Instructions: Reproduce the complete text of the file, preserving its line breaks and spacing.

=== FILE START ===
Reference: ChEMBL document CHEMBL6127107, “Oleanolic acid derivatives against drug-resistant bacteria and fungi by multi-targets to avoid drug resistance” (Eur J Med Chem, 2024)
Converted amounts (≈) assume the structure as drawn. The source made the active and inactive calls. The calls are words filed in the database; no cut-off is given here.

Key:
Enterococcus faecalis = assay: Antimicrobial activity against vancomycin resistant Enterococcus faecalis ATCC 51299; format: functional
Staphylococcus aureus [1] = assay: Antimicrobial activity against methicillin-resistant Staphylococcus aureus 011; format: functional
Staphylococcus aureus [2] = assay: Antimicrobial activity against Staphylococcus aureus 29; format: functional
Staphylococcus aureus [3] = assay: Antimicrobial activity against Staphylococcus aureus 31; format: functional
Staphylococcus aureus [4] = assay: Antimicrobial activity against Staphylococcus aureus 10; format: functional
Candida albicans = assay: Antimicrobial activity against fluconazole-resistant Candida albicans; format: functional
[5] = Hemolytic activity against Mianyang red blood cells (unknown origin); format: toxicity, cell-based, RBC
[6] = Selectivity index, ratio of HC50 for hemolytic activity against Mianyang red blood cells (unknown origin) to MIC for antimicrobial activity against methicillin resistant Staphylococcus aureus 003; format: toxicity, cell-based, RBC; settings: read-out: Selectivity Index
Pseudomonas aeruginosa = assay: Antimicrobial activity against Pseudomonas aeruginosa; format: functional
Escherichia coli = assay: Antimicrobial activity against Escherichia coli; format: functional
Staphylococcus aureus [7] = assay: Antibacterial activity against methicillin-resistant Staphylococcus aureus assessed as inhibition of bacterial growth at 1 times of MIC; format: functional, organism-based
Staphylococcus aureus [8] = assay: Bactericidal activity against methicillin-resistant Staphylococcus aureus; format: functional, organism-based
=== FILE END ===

Reference: ChEMBL document CHEMBL6127107, “Oleanolic acid derivatives against drug-resistant bacteria and fungi by multi-targets to avoid drug resistance” (Eur J Med Chem, 2024)
Converted amounts (≈) assume the structure as drawn. The source made the active and inactive calls. The calls are words filed in the database; no cut-off is given here.

Key:
Enterococcus faecalis = assay: Antimicrobial activity against vancomycin resistant Enterococcus faecalis ATCC 51299; format: functional
Staphylococcus aureus [1] = assay: Antimicrobial activity against methicillin-resistant Staphylococcus aureus 011; format: functional
Staphylococcus aureus [2] = assay: Antimicrobial activity against Staphylococcus aureus 29; format: functional
Staphylococcus aureus [3] = assay: Antimicrobial activity against Staphylococcus aureus 31; format: functional
Staphylococcus aureus [4] = assay: Antimicrobial activity against Staphylococcus aureus 10; format: functional
Candida albicans = assay: Antimicrobial activity against fluconazole-resistant Candida albicans; format: functional
[5] = Hemolytic activity against Mianyang red blood cells (unknown origin); format: toxicity, cell-based, RBC
[6] = Selectivity index, ratio of HC50 for hemolytic activity against Mianyang red blood cells (unknown origin) to MIC for antimicrobial activity against methicillin resistant Staphylococcus aureus 003; format: toxicity, cell-based, RBC; settings: read-out: Selectivity Index
Pseudomonas aeruginosa = assay: Antimicrobial activity against Pseudomonas aeruginosa; format: functional
Escherichia coli = assay: Antimicrobial activity against Escherichia coli; format: functional
Staphylococcus aureus [7] = assay: Antibacterial activity against methicillin-resistant Staphylococcus aureus assessed as inhibition of bacterial growth at 1 times of MIC; format: functional, organism-based
Staphylococcus aureus [8] = assay: Bactericidal activity against methicillin-resistant Staphylococcus aureus; format: functional, organism-based